It’s a rite of passage that comes with the territory.
It’s what comes with getting a high school diploma and getting a scholarship.
It also comes with a new life that will only come with a more diverse group of classmates.
You’ve been a part of a small but growing community of like-minded students who have made it to the next level, a world where you’re the only kid from the neighborhood with a diploma.
It can be a lonely existence, but the best part of it all is that it’s been a dream come true.
But as you get older, the community starts to look a lot more different.
“The more diverse the student body, the more they want to be a part, they want more resources, and that’s where we come in,” says Mary-Ann Johnson, vice president of student affairs at Lakewood High School.
The district started to consider whether the school could help students with academic struggles by hiring more faculty and giving them a bigger pool of students.
That meant adding more programs and resources for the students who already attended Lakewood, which is about half the size of the neighboring El Segundo school district.
“It’s a big deal for Lakewood,” Johnson says.
“There are a lot of other schools that have this in the city.”
Lakewood’s student body is now the largest in California.
But that growth isn’t sustainable.
The school district’s budget is down by $20 million.
That leaves $100 million to invest in academic resources, such as a new curriculum, additional classrooms, and more.
It was a huge decision, and it came with a lot at stake.
“I have to make decisions that I feel good about,” Johnson said.
“When I’m in this position, it’s not easy.”
Lake Wood High is a small district in the San Fernando Valley.
It has about 8,400 students.
The average student is about 10 years old.
Lakewood sits on the southern tip of Los Angeles County, just across the ocean from the epicenter of the Hollywood Hills.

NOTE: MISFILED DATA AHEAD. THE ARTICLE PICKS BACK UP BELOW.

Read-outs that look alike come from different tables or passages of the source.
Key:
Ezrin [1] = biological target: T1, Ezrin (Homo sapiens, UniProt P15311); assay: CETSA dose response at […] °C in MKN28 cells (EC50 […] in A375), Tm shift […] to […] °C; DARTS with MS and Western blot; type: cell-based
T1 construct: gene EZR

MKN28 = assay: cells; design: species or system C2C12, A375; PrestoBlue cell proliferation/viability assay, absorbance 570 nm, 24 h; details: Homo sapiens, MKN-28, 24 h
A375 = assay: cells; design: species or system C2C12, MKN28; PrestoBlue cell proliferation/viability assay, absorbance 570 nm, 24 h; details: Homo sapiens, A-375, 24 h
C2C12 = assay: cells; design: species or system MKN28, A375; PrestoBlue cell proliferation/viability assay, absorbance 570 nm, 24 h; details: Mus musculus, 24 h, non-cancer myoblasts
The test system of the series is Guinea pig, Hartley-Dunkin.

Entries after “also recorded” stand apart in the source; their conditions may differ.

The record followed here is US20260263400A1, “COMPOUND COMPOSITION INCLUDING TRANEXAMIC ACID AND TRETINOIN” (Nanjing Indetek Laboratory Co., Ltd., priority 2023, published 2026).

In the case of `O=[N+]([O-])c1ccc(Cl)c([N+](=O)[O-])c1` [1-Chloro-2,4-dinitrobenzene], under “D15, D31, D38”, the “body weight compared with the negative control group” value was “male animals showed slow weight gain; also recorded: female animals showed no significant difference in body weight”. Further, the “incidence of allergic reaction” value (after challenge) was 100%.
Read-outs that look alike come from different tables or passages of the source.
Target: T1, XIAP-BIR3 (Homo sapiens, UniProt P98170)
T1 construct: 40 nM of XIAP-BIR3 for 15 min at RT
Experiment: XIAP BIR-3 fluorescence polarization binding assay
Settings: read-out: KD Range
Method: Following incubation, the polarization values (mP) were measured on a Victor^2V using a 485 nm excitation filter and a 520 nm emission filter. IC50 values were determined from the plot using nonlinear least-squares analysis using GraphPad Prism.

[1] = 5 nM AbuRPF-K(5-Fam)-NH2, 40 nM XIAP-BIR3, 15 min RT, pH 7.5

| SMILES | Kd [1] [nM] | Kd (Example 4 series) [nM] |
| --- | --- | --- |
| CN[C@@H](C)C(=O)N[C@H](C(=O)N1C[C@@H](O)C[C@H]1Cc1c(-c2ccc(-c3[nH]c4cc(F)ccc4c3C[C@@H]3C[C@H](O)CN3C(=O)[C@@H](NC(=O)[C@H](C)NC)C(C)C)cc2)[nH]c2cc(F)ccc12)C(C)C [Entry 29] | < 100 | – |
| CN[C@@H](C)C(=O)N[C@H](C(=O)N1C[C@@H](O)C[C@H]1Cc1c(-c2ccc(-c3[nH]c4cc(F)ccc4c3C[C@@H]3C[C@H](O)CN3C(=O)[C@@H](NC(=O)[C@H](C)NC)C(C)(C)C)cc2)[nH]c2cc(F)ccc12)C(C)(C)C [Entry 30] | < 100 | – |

For most of its history, Lakewood has been a relatively quiet community of mostly white middle-class families, but it’s slowly changing.
“Lakewood is changing, but we have to adapt to that,” says Lakewood Superintendent Mike Teller.
“As we go forward, we’ll need to look at how we can do that.”
Lake Shore has a large Asian community that’s been here for generations.
It doesn’t have a huge Asian population, but a lot has changed over the last 50 years.
In 1970, Lake Shore was about 30 percent Asian.
By 2012, the school district had about 40 percent of its students, and this year it’s close to 40 percent.
But Lake Shore still has a lot to do.
It now has a diversity coordinator, and Johnson says the district has a plan for what it’ll do with the students.
“We want to have a high percentage of students of different backgrounds and different ethnicities,” Johnson told Ars.
“And if we’re not having a high degree of diversity, we need to have something in place for them to be able to learn together.”
The diversity coordinator will be a student who’s been at Lake Shore for a while, and she’ll be working on what’s called the Asian Student Achievement Program, or ASAP.
It aims to give students the chance to work on their academic skills and get more exposure to other students from the community.
Johnson says she’s already seen some of the positive changes.
“In the classroom, the ASAP students have been able to get more in-depth into their academic backgrounds, they’ve been able take advantage of some of their social skills,” she said.
And when students have a chance to play together, they’re able to build stronger bonds, she says.
Johnson expects that kind of growth to continue in the future.
“That’s where Lakewood can really really benefit,” she says, “because we’re in the middle of this transformation and we’re still a small community, so we can really see a big impact.”
The district has started recruiting more students, but Johnson says that’s a gradual process.
For now, the district is offering some of its most popular programs to the students they already have.
The program offers an academic and social experience that helps students become better students.
There’s a special club that allows students to go out and do activities with their peers that they wouldn’t normally do.
“Students can do activities that they never thought they could do before,” Johnson explains.
“You can’t get into that type of community.”
But the school districts budget has been cut by about $10 million.
For many, it feels like a loss.
“At least I know my peers,” said one student in the program.
“They’ve got to be better than me.
I don’t know if I’ll ever get there.”
Lake View has a different view.
The community is still struggling